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After more research was done I confirmed my initial doubts of the statement quoted from the Microchip Application Note which states that a direction of motor rotation at startup can be set by the direction of the current produced by the phase-generating H-bridge (or in other words by the polarity of the energized stator coils).

Simple answer is - it is not possible to control the direction of the motor rotation by the controlling phase polarity in the motor design featuring a single phase BLDC motor with equal number of coils and rotor magnets. The only possible means to set a rotation direction are those by providing some sort of magnetic field circumferential asymmetry during the startup.

More detail answer: As a reminder - the BLDC motors work on the principle of "following least reluctance" similar to "switched reluctance" motors although in a different way recommended overview of electric motors here

As they don't use Lorentz force to move the conductor, but instead BLDC motors move the rotor by the forces of attraction and/or repulsion which have vector perpendicular to the surface of the rotor's magnet (in other words their magnetic field flux lines are parallel, either attracting or repulsing), whence the polarity of the energized coils do not set the direction. Thinking of the BLDC motor as based on the principle of Lorentz forces moving the rotor is a widespread mistake which I observed even in the textbooks.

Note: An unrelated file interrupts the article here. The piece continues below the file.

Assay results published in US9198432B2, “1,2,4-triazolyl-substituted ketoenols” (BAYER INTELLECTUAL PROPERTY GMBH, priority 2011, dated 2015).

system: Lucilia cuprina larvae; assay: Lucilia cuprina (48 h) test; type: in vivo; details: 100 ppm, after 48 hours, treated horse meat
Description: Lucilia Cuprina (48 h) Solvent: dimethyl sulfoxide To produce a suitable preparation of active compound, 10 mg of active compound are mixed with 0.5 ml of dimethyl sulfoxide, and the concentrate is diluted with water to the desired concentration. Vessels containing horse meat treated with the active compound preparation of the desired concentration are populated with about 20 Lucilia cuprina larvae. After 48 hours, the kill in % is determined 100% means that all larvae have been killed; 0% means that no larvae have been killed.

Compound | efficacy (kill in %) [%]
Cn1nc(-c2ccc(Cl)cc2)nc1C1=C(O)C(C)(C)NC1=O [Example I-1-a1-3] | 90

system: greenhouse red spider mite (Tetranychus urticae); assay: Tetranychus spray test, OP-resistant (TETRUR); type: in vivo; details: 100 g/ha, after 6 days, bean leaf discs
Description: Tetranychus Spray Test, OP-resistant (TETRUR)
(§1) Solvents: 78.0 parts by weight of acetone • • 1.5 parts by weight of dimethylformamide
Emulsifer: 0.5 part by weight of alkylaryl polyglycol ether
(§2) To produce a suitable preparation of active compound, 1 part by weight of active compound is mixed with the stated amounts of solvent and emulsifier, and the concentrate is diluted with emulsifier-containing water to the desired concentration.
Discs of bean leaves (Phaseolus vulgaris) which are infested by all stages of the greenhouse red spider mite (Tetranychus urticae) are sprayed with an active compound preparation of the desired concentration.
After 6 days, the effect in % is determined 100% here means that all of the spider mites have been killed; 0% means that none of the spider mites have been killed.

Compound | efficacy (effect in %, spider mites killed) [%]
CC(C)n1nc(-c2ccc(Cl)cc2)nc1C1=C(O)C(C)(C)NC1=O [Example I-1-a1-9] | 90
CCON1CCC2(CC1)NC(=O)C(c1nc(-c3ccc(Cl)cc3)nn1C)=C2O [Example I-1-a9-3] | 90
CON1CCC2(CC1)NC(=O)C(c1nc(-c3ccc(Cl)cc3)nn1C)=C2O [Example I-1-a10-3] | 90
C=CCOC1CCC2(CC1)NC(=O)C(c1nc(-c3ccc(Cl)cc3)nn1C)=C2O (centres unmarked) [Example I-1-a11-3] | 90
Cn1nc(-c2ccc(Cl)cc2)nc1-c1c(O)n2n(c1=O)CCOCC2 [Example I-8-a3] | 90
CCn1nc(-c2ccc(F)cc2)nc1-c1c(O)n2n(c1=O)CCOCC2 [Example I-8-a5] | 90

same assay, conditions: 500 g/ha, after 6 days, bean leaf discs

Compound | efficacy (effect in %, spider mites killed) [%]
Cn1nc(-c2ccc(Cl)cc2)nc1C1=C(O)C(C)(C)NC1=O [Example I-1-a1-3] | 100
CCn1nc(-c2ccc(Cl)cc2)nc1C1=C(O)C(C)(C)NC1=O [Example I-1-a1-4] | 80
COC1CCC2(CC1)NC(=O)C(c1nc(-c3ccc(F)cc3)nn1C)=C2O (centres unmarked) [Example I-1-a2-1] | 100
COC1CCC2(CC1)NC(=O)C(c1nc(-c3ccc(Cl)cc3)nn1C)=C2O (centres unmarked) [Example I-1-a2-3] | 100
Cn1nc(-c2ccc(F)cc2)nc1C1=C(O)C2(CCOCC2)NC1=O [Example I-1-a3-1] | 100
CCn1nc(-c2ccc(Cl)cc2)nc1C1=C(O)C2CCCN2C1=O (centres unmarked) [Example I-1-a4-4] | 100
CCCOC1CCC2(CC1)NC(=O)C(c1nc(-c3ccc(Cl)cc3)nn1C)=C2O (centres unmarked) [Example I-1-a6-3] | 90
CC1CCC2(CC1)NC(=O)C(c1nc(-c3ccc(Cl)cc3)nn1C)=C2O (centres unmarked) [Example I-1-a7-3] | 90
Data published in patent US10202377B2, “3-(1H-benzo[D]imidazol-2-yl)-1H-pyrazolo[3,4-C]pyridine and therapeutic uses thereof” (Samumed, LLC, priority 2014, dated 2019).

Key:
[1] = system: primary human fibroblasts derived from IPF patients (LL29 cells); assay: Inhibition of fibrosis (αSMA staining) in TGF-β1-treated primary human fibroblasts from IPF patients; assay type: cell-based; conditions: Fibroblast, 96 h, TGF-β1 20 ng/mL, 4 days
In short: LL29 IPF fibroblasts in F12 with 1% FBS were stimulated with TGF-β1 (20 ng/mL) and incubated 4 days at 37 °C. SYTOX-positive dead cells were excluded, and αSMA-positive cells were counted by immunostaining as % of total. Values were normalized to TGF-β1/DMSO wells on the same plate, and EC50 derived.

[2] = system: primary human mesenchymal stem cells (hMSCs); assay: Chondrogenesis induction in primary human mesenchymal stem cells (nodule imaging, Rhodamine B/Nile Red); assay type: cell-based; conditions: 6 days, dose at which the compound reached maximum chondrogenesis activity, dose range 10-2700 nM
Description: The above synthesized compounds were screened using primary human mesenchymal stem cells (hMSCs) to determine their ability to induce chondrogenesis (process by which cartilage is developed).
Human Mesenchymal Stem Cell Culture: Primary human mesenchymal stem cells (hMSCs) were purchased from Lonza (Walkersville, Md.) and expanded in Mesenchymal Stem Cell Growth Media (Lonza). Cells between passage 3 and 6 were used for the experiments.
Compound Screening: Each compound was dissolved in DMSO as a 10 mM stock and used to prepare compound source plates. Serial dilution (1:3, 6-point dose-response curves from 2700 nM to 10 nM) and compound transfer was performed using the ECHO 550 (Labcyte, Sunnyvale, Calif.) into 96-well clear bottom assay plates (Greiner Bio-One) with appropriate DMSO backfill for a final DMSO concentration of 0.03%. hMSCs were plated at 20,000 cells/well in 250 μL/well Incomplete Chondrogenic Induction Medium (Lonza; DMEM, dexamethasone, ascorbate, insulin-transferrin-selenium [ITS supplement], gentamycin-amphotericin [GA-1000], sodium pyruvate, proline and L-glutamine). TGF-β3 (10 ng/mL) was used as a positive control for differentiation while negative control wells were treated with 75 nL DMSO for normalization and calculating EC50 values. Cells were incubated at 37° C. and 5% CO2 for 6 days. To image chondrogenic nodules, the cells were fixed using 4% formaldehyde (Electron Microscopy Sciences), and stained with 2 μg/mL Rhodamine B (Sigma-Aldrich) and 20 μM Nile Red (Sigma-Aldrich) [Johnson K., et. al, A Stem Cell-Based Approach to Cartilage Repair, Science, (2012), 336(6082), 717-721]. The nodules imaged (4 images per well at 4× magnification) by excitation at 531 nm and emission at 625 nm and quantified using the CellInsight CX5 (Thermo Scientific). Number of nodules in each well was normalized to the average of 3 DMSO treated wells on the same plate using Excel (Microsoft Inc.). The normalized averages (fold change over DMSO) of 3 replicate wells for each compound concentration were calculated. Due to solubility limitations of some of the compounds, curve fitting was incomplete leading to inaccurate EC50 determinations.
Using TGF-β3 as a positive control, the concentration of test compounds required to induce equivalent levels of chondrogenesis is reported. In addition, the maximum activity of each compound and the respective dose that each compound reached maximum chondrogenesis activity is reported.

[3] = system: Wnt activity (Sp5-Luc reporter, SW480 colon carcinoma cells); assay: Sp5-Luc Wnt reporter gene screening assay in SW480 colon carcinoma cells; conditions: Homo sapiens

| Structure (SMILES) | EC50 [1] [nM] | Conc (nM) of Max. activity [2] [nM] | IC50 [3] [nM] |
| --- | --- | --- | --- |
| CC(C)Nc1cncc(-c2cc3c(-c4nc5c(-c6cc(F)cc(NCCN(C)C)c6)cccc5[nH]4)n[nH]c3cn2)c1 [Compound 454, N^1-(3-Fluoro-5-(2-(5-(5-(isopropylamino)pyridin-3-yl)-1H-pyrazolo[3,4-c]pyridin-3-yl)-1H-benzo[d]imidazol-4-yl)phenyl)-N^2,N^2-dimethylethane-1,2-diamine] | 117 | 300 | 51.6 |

Another point to remember that a motor with equal number of coils and rotor magnets tends to stop (given enough magnet strength and small enough air gap) at such a rotor position that magnets will be attracted to the coils' cores because un-energized coils' core is of high permeability alloy which will be magnetized by static field of the rotor' magnets. Again, the "follow the least reluctance" law will stop magnets each facing the coils cores.